Aug. 23, 2014 SIGN IN | REGISTER

The GOP's Risky Fight Over Perez

Bill Clark/CQ Roll Call File Photo
Perez is the only Latino nominated so far for a second-term Cabinet position.

“Thomas Perez’s record should be met with great suspicion by my colleagues for his spotty work related to the New Black Panther case, but Louisianians most certainly should have cause for concern about this nomination,” Vitter said. “Perez was greatly involved in the DOJ’s partisan full court press to pressure Louisiana’s Secretary of State to only enforce one side of the law — the side that specifically benefits the politics of the president and his administration at the expense of identity security of each and every Louisianian on the voter rolls.”

Sen. Jeff Sessions, R-Ala., delivered perhaps the harshest criticism of Perez, focusing on his past advocacy for illegal immigrants as president of the board of Casa de Maryland.

“Mr. Perez has aggressively sought ways to allow the hiring of more illegal workers,” Sessions said. “By nominating Mr. Perez to this important post, the president has placed his drive to promote his flawed immigration policies over the needs of the millions of unemployed Americans.”

Democrats are convinced such arguments will simply widen their advantage with Latino voters.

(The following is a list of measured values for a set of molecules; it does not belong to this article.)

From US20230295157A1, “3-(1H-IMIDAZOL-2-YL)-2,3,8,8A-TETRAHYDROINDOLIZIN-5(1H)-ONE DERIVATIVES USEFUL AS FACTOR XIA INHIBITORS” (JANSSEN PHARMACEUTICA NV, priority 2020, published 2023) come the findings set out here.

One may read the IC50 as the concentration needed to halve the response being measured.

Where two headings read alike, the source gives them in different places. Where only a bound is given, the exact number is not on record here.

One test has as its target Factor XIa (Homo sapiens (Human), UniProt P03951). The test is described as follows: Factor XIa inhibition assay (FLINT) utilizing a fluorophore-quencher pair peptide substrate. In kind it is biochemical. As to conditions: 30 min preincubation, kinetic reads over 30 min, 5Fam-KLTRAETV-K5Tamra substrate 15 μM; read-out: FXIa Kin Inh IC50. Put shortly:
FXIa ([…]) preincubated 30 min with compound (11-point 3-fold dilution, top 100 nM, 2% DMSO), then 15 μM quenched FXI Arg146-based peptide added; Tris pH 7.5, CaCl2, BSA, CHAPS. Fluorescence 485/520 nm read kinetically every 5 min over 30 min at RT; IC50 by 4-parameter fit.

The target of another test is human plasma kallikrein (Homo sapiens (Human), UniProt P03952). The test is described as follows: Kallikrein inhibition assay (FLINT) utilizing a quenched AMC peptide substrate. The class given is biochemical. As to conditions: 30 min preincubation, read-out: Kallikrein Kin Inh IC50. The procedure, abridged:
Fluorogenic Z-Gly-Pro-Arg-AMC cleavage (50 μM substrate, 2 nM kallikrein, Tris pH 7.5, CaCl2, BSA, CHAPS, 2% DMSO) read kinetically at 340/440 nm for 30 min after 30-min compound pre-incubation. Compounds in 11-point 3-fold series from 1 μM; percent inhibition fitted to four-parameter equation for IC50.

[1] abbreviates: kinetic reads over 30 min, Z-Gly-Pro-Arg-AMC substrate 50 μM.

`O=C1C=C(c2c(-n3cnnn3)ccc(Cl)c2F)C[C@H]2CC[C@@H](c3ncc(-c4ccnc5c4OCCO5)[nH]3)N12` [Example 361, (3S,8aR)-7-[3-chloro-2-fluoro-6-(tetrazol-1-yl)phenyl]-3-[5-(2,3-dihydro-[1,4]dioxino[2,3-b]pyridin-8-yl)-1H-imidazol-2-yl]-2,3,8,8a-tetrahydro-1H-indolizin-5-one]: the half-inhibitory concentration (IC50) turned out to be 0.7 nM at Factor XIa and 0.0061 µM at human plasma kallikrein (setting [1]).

“Despite the fact that Republicans are pledging to reach out to the Hispanic community, they still don’t get it,” said Jim Manley, who used to work with Perez on Kennedy’s staff. For the comments to come out “on the same day that the RNC is pledging to retool their image is just kind of funny,” said the former spokesman for Senate Majority Leader Harry Reid.

Perez also faces a congressional investigation into his role in getting St. Paul, Minn., to drop its housing discrimination case instead of going to the Supreme Court. In exchange, the Justice Department reportedly declined to press False Claims Act charges against the city.

That has several GOP lawmakers, including Grassley, fuming.

Grassley said he probably wouldn’t try to filibuster Perez by himself but might join in with others if he doesn’t receive answers on the St. Paul case.

“That is what oversight is all about. ... We have a responsibility to make sure the laws are faithfully executed. Getting our information is a big determination as to whether the law has been faithfully executed,” he said.

Ron Bonjean, a former GOP leadership aide, said the GOP can oppose Perez if it does it carefully and focuses “on his ability to promote jobs and the economy.” If Senate Republicans “start wading into the issues of immigration, that can be a political minefield for Republicans. Keep the focus on whether he can do the job,” Bonjean advised.

But Perez’s life story is sure to appeal to the groups the GOP now aims to court. One of five children of immigrants from the Dominican Republic, his four siblings became doctors while Perez became a lawyer. It’s a story right out of Obama’s stump speeches.

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